(Reuters)
(Reuters)
Eight current and former officials are scheduled to appear before the House Intelligence Committee this week to testify about Trump’s pressure on Ukraine for investigations that could benefit him politically.
“This would have been far better off if we would’ve just taken care of this behind the scenes,” the Wisconsin Republican said Sunday on NBC News’s “Meet the Press.”
The statement about fresh concerns that could become part of the impeachment inquiry came in federal appeals court in Washington.
From the hearings
(The Washington Post)

Impeachment this week: The hearings go public

In the first week of open impeachment hearings, three career diplomats gave dramatic testimony before the House Intelligence Committee.
  • 2 days ago
Impeachment inquiry: Who testifies this week and why it matters
Republican Sen. Ron Johnson prominently embraced the tactic Monday when he suggested Lt. Col. Alexander Vindman may be a member of the so-called deep state.
The National Security Council official and decorated veteran girds for tough questions from GOP lawmakers.
  • Analysis
Over the past two months, congressional Republicans and President Trump's allies have floated no fewer than 22 different defenses of Trump’s actions on Ukraine.
  • Analysis
Vindman will testify publicly Nov. 19 in the impeachment inquiry of President Trump. He is one of the first witnesses testifying who listened in on Trump’s July phone call with Ukrainian President Volodymyr Zelensky.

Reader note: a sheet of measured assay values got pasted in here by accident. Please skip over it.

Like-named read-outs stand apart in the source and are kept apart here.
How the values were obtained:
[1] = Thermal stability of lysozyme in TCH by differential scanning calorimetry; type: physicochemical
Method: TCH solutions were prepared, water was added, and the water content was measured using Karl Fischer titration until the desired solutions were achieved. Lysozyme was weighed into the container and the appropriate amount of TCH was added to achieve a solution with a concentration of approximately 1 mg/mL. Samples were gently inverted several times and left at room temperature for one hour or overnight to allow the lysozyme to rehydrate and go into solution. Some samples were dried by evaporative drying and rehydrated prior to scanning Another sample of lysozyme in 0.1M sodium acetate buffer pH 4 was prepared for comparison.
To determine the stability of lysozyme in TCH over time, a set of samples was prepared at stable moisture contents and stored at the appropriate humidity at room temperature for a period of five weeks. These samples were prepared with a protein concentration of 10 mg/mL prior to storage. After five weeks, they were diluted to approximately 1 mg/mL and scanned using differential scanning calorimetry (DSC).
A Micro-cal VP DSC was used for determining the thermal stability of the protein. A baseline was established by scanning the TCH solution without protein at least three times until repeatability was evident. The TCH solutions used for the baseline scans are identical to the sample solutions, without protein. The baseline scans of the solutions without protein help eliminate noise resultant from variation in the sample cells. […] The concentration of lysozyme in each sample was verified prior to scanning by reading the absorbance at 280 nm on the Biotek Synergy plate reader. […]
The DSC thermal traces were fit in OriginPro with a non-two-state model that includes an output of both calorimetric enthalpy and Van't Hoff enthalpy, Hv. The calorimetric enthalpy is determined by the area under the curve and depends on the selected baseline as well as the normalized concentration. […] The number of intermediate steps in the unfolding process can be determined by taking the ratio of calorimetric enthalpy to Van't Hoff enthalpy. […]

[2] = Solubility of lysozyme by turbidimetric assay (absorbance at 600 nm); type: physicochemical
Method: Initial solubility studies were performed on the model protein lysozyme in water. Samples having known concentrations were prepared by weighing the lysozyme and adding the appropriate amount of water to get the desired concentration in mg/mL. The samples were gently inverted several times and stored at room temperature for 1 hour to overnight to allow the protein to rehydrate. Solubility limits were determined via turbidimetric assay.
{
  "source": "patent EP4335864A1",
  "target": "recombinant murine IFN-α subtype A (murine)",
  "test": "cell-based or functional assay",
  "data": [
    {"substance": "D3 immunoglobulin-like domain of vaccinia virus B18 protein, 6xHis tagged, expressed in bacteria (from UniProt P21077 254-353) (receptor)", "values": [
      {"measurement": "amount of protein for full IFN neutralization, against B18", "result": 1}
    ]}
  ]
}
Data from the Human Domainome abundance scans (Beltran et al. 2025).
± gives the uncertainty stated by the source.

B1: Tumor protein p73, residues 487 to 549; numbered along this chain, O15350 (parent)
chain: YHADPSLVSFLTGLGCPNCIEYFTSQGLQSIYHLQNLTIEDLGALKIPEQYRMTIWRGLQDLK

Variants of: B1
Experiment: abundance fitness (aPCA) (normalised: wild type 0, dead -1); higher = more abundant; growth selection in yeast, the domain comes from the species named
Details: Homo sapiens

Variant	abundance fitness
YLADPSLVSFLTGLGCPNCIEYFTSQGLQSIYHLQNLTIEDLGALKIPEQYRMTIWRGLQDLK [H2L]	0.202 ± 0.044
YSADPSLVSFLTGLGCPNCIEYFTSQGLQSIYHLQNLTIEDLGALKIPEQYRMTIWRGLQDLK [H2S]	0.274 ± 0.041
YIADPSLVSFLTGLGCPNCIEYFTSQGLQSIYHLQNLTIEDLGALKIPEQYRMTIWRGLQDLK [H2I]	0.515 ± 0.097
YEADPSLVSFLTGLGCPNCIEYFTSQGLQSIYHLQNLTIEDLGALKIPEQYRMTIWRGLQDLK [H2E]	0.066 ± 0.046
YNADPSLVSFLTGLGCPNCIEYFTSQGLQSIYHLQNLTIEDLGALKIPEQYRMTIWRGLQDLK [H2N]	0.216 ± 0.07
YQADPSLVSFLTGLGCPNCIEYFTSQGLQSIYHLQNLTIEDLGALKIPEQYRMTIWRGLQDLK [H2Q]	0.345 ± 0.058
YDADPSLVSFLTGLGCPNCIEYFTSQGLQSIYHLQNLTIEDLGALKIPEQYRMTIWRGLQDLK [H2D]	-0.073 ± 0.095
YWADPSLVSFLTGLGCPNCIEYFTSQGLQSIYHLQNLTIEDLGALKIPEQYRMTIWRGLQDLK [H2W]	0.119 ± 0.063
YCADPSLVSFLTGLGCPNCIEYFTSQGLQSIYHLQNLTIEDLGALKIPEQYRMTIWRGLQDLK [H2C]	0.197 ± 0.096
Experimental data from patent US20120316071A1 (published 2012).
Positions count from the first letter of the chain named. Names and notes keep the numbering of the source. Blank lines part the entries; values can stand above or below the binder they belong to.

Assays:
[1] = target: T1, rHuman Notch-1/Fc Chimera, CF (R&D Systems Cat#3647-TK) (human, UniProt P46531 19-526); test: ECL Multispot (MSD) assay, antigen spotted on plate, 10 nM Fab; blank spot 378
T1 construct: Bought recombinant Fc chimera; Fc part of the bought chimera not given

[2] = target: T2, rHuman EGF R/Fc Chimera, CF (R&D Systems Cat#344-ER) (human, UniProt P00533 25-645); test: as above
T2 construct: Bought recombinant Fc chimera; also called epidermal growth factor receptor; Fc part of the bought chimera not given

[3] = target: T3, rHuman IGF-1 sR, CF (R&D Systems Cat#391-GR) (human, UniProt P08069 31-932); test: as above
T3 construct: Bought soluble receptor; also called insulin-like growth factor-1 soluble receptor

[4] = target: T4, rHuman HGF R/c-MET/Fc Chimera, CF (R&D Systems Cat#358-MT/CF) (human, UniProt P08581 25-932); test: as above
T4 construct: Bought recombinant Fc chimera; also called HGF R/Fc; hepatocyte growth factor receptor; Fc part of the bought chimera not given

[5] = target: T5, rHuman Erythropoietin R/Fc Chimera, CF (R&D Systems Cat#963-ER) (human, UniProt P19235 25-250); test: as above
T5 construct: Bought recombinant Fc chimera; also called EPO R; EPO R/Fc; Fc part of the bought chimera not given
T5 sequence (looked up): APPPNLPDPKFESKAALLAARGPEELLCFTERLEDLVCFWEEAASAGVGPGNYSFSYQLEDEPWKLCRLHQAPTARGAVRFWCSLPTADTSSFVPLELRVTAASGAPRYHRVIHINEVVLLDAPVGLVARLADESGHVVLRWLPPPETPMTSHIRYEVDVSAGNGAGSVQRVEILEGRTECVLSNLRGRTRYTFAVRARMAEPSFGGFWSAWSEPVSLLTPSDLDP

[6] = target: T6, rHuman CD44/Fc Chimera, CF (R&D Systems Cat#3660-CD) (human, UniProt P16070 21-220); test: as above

• Opinion
  • 2 hours ago
  • Analysis
Jennifer Williams, an adviser to Vice President Pence, will testify Nov. 19 in the impeachment inquiry of President Trump.
  • Analysis
Kurt Volker, the former special envoy to Ukraine, will testify in the Trump impeachment inquiry on Tuesday.
  • Analysis
The president tries to balance the appearance of openness with revealing nothing.
  • Analysis
The senator says he’ll share with House impeachment investigators
Tim Morrison, a former White House national security official, told House investigators in sworn testimony that he feared leaks of the contents of the July 25 call between President Trump and Ukrainian President Zelensky would be damaging, so he recommended restricting access to the transcript.
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